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Economic Development Through Entrepreneurship

Government, University and Business Linkages

Edited by Scott Shane

Despite a wealth of efforts that examine separately the role entrepreneurs and universities play in economic development, no systematic effort has been made to examine the role universities play in promoting economic development through entrepreneurship. This book fills that gap, focusing on policy aspects of government–university partnerships with a discussion both of best practices and problematic strategies. The book begins by tracing the history of American government–university–industry partnerships that have promoted economic development. In succeeding chapters, well-known scholars focus on linkages in different domains such as: technology transfer, innovation networks, brain drain, cluster-based planning, and manufacturing. Practitioner commentaries follow many of the chapters in order to present an evaluation of the arguments from the perspective of someone directly involved in the fostering of these relationships.
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Chapter 9: Universities, Entrepreneurship and Public Policy: Lessons from Abroad

Bo Carlsson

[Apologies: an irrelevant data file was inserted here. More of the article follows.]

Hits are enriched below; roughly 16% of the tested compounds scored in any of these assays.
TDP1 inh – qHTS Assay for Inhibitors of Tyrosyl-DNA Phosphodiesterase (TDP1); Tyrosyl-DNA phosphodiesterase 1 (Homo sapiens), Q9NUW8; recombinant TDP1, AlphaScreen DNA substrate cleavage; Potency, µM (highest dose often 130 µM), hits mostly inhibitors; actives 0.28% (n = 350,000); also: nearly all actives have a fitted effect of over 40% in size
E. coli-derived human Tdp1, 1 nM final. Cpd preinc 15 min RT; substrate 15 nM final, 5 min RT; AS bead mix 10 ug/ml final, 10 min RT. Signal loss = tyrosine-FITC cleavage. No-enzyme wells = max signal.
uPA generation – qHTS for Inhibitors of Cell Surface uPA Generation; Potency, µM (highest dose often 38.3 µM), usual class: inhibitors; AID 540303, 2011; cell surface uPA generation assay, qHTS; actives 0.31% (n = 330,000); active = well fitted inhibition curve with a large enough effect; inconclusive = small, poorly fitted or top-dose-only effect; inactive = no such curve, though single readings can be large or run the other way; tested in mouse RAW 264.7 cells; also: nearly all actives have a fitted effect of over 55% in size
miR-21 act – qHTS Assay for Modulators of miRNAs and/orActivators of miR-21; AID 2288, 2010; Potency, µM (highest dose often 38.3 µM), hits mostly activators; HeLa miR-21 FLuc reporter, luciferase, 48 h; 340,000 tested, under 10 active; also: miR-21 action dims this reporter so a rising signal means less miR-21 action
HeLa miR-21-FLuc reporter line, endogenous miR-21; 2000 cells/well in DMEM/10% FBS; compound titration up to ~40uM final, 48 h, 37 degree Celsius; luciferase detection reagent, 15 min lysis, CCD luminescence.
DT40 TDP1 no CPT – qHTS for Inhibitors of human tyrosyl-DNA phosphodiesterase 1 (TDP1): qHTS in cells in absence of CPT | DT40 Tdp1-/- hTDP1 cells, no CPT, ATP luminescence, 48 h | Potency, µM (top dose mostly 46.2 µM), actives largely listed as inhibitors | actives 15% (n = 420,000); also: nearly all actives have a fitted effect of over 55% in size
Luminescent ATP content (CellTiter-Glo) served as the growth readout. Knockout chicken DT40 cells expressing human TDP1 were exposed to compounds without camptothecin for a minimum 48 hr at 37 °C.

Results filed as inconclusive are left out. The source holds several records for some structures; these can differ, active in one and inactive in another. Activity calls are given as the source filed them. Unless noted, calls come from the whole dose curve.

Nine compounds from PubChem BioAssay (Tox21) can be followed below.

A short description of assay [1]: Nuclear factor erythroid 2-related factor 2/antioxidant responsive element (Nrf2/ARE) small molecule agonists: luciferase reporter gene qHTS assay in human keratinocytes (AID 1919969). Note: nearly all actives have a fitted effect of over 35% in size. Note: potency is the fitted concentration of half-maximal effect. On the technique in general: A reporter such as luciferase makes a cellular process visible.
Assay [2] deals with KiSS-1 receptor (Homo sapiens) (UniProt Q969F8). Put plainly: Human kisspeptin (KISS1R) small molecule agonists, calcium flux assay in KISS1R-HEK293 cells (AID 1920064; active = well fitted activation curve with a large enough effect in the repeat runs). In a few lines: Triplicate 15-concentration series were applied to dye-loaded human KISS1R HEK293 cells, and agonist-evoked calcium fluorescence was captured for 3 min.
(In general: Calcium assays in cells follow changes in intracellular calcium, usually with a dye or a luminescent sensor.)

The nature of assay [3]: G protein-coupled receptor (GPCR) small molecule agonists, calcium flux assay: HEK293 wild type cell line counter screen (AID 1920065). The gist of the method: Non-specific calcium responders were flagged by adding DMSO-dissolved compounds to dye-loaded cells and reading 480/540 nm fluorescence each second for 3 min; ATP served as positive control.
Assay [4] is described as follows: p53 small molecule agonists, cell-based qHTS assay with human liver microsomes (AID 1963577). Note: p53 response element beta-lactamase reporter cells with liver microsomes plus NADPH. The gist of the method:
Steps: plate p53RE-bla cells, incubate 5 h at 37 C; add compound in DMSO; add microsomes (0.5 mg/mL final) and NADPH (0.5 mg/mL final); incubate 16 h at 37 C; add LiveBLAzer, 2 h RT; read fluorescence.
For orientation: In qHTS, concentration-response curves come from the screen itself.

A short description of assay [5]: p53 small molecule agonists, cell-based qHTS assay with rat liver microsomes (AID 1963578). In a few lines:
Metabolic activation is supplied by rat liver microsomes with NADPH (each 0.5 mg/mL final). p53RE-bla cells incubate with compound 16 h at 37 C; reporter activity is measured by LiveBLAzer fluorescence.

Bo Carlsson INTRODUCTION The purpose of this chapter is to review the recent literature on academic entrepreneurship and public policy, to compare and contrast the research findings in the United States and overseas and to draw out the policy lessons.1 It is clear from the start that there are fundamental differences between the United States and its foreign competitors in this arena, namely (1) that the legal environment for academic entrepreneurship in the USA differs from that elsewhere, and (2) that the US economy is much more entrepreneurial than most societies elsewhere. This means that the mechanisms used to transfer ideas and research findings from the academy to business and then to transform them into new businesses are different. Thus the US literature focuses primarily on technology transfer and on examining the institutional features, particularly on the university side, of the university–industry interface. In most of the rest of the world, by contrast, until recently there have been very few technology licensing or tech transfer offices at universities. This is largely a reflection of differences in intellectual property rights. In continental Europe, the inventor (not the university) is the owner of the intellectual property resulting from academic research. As a result, the literature focuses more on other mechanisms of spillover from academic research and examines a broader set of university–industry links, particularly in the form of university spin-offs and industrial liaison offices. There is also more focus on regional economic development and on regional and...

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